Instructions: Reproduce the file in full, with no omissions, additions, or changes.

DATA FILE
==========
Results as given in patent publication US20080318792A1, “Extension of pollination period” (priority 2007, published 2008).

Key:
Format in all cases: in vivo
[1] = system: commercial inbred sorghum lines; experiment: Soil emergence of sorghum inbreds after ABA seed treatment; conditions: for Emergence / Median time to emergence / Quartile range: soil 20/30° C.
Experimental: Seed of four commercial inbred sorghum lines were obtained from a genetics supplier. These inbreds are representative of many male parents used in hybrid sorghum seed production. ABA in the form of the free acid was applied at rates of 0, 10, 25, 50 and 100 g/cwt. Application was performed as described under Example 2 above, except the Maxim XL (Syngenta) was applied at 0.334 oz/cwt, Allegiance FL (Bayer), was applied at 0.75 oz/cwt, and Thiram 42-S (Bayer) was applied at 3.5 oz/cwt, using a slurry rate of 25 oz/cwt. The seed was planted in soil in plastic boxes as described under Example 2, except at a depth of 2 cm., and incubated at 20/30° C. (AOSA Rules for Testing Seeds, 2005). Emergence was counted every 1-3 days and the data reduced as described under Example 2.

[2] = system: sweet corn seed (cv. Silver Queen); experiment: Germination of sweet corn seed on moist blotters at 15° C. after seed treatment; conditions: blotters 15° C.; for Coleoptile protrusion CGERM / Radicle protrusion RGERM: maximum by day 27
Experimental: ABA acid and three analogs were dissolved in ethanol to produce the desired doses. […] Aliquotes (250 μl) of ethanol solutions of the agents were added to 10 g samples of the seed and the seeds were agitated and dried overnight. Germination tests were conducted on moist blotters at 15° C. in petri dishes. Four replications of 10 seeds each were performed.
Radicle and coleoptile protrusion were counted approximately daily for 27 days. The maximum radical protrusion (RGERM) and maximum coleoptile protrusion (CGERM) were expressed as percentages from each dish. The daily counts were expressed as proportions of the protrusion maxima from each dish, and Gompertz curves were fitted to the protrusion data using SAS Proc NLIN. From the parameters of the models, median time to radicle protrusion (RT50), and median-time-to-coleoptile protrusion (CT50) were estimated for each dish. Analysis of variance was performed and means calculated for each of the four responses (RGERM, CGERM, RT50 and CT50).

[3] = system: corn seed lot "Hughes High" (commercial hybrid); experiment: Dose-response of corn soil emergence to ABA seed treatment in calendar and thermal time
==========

Results as given in patent publication US20080318792A1, “Extension of pollination period” (priority 2007, published 2008).

Key:
Format in all cases: in vivo
[1] = system: commercial inbred sorghum lines; experiment: Soil emergence of sorghum inbreds after ABA seed treatment; conditions: for Emergence / Median time to emergence / Quartile range: soil 20/30° C.
Experimental: Seed of four commercial inbred sorghum lines were obtained from a genetics supplier. These inbreds are representative of many male parents used in hybrid sorghum seed production. ABA in the form of the free acid was applied at rates of 0, 10, 25, 50 and 100 g/cwt. Application was performed as described under Example 2 above, except the Maxim XL (Syngenta) was applied at 0.334 oz/cwt, Allegiance FL (Bayer), was applied at 0.75 oz/cwt, and Thiram 42-S (Bayer) was applied at 3.5 oz/cwt, using a slurry rate of 25 oz/cwt. The seed was planted in soil in plastic boxes as described under Example 2, except at a depth of 2 cm., and incubated at 20/30° C. (AOSA Rules for Testing Seeds, 2005). Emergence was counted every 1-3 days and the data reduced as described under Example 2.

[2] = system: sweet corn seed (cv. Silver Queen); experiment: Germination of sweet corn seed on moist blotters at 15° C. after seed treatment; conditions: blotters 15° C.; for Coleoptile protrusion CGERM / Radicle protrusion RGERM: maximum by day 27
Experimental: ABA acid and three analogs were dissolved in ethanol to produce the desired doses. […] Aliquotes (250 μl) of ethanol solutions of the agents were added to 10 g samples of the seed and the seeds were agitated and dried overnight. Germination tests were conducted on moist blotters at 15° C. in petri dishes. Four replications of 10 seeds each were performed.
Radicle and coleoptile protrusion were counted approximately daily for 27 days. The maximum radical protrusion (RGERM) and maximum coleoptile protrusion (CGERM) were expressed as percentages from each dish. The daily counts were expressed as proportions of the protrusion maxima from each dish, and Gompertz curves were fitted to the protrusion data using SAS Proc NLIN. From the parameters of the models, median time to radicle protrusion (RT50), and median-time-to-coleoptile protrusion (CT50) were estimated for each dish. Analysis of variance was performed and means calculated for each of the four responses (RGERM, CGERM, RT50 and CT50).

[3] = system: corn seed lot "Hughes High" (commercial hybrid); experiment: Dose-response of corn soil emergence to ABA seed treatment in calendar and thermal time